What is Glossophobia? Symptoms, Causes, Treatment 

Not everyone has the confidence or the charismatic personality to sway the heart and mind of the audience. Some people overcome this condition with practice, and others find it very difficult to speak in public. Today, we’ll discuss what is glossophobia (social phobia); its symptoms, causes, and treatment.

What is Glossophobia? 

Glossophobia is the medical term for fear of public speaking, and it’s not a chronic or dangerous mental health condition. Approximately every 4 out of 10 US people experience this condition. However, it’s difficult for the affected person to speak in public and it could trigger anxiety and discomfort feelings, racing heartbeats, sweating, and uncontrollable trembling.

The urge of overwhelming feelings is so strong that it makes you get out of the room and get away from the situation that is causing anxiety and stress. Glossophobia falls under the category of social anxiety disorder or social phobia. However, it’s such types of anxiety that are way beyond nervousness and occasional worrisome. The fearful feelings are out of proportion that you have never experienced before.

The anxiety disorder could aggravate under certain types of circumstances, and it interferes with your capability to perform various functions in your routine life.

Symptoms of Glossophobia 

The glossophobia person experiences a fight-or-flight reaction when someone asks him to give a presentation or speak in public. Their body would prepare itself in the defending mode like any type of potential threat.

When you’re in a threatened state of mind, then your brain releases chemicals like steroids and adrenaline. It causes to increase in the energy and sugar levels in your blood. Resultantly, your heartbeat and blood pressure increase, and it pumps more blood into your veins and muscles.

Some of the main symptoms of Glossophobia in the fight-or-flight mode are as follows;

  • Strong urge to getaway
  • Tension in your muscles
  • Dizziness
  • Hyperventilating or shortness of breath
  • Vomiting and nausea
  • Sweating
  • Trembling
  • Racing heartbeat

Causes of Glossophobia 

The fight-or-flight reaction is an instinctive response in your body and it helps you to survive when attacked by animals or fear enemies. But it’s not a good and effective response when you’re having a meeting in the office. Therefore, you should dig down to the root cause of your fear, and it would help you manage your fear.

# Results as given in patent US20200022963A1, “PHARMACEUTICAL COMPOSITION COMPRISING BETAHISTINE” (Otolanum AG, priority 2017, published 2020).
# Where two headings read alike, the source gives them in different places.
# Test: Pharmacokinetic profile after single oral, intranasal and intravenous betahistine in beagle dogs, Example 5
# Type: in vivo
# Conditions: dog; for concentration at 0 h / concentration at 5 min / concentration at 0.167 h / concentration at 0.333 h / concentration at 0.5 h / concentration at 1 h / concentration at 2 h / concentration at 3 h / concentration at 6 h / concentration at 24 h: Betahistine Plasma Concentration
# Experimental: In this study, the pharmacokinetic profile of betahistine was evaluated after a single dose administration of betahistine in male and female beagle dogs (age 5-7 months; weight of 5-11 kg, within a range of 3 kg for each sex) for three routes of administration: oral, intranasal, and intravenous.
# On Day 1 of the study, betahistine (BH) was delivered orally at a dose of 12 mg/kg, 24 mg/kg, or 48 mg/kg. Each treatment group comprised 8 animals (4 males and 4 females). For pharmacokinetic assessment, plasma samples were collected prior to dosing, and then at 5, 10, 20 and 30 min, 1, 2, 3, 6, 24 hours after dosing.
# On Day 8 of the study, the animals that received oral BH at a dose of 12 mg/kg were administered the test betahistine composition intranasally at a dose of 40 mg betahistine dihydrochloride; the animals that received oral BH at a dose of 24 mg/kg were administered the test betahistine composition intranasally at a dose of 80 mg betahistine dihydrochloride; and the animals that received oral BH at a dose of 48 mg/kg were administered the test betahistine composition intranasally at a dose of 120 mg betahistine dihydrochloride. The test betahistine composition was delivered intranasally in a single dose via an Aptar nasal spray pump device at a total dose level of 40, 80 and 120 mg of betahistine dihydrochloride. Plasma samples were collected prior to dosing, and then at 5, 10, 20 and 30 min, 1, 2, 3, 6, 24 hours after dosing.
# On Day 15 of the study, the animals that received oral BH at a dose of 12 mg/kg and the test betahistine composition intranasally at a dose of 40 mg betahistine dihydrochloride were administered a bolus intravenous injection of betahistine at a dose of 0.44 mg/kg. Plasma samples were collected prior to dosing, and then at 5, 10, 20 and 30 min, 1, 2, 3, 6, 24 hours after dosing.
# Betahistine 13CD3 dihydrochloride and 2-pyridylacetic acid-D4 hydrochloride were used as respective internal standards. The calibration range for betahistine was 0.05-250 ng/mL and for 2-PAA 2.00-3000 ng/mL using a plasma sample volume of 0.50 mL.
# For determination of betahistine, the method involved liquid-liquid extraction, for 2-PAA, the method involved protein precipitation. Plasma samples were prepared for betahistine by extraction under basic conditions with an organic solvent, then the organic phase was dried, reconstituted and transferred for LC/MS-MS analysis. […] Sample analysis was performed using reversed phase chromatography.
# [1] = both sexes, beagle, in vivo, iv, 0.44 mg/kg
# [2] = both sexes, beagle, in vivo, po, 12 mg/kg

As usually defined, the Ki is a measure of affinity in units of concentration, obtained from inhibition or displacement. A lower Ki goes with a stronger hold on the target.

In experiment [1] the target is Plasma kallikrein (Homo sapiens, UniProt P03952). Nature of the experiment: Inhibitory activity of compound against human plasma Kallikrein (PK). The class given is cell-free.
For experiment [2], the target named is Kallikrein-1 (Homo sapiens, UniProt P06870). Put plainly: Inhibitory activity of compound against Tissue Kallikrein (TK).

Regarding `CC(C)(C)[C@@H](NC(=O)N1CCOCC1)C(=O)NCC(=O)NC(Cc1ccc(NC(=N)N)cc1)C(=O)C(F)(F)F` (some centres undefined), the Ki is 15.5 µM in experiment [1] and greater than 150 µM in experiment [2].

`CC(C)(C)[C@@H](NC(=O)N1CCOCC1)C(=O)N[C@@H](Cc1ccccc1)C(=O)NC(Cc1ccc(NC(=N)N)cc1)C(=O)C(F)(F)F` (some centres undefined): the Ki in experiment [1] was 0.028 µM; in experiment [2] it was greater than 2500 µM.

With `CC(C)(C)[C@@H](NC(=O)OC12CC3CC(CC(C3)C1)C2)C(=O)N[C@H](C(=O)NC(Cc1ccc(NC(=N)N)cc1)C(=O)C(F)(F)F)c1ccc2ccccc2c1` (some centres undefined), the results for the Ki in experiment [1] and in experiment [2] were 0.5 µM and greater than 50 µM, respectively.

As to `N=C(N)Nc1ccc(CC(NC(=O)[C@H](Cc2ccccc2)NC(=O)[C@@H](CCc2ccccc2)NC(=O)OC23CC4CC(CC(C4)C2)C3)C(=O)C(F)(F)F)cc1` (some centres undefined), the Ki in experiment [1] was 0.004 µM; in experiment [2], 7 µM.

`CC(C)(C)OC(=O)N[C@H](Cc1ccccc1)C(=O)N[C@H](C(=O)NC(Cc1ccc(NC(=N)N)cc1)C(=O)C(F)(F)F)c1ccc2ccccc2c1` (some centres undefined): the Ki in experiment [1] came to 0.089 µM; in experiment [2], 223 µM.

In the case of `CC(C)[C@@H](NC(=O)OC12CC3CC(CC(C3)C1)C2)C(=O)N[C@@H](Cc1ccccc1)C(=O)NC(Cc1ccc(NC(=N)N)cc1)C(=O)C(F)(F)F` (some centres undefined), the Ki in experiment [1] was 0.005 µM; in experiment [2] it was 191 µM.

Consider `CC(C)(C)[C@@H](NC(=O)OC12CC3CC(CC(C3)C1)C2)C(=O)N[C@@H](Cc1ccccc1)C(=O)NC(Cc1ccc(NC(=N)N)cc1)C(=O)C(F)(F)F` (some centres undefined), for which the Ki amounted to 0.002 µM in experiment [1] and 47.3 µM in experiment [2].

The feeling of being judged, rejected, or embarrassed publically is very strong among people that have fear of public speaking. They would experience unpleasant feelings like their presence in the class didn’t go as planned. Or someone has asked them to speak or present a report without any preparation.

Some experts say that social phobia is hereditary and it runs in the family, and science is yet to find the behind it. A study conducted in 2002 showed that breeding mice that exhibited low fear and anxiety and their offspring resulted in exhibiting lower fear and anxiety. Researchers need to conduct more studies to resolve the mystery of whether it’s hereditary or not.

The tests conducted by NIMH (National Institute of Mental Health) showed that the brain of a glossophobia person would show a high response of social anxiety especially when you read hateful and negative comments to them. Emotional processing and self-evaluation are the main responsible areas that would be affected. However, the people without this condition would exhibit a high level of response.

Treatment of Glossophobia 

The fear of public speaking or social phobia would badly impact your routine life. If your condition is severe, then you should consult with your therapist to develop a treatment plan for you. It could be any of the following;


CBT (cognitive behavioral therapy) helps people to deal with social phobia and glossophobia condition. Your therapist would help you to identify the root cause of the problem that is causing you to feel this way. For instance, you would find that it’s the fear of embarrassment or ridicule that is causing you to feel this way and not the speaking.

Your therapist would work with you in order to find the negative thought pattern that would go with them. He would teach you strategies to deal with negative thought patterns. For instance, instead of thinking that you shouldn’t make any mistakes, you should remind yourself that everyone makes mistakes, and it’s normal and okay. The audience usually doesn’t pay attention to the speakers.

After recognizing your fear, you should begin addressing the audience starting from your supportive social groups, and then moving on to the bigger crowd.


If the therapeutic approach isn’t working, your therapist would prescribe you some type of medicine to deal with the anxiety disorder. For instance, beta-blockers help you to treat heart disorders and higher blood pressure. They also help you to deal with the symptoms of glossophobia.

Antidepressants, as the name implies help you to treat depression, and they’re equally effective in managing the symptoms of glossophobia. Your doctor could also prescribe Benzodiazepines (Xanax or Ativan) if the condition is getting out of hand and impacting your daily life.

Other Strategies

  • Practice answering the questions of the audience in your routine life
  • Videotaping and recording your presentation and watching your performance
  • Practice, practice, and practice
  • Follow the script of your presentation
  • Knowing your material

Conclusion: What is Glossophobia? Symptoms, Causes, Treatment 

After an in-depth study of what is glossophobia (fear of public speaking); its symptoms, causes, and treatment; we have realized that social phobia could badly impact your life. If you’re working on yourself to deal with this condition, then you should follow and practice the abovementioned tips and suggestions.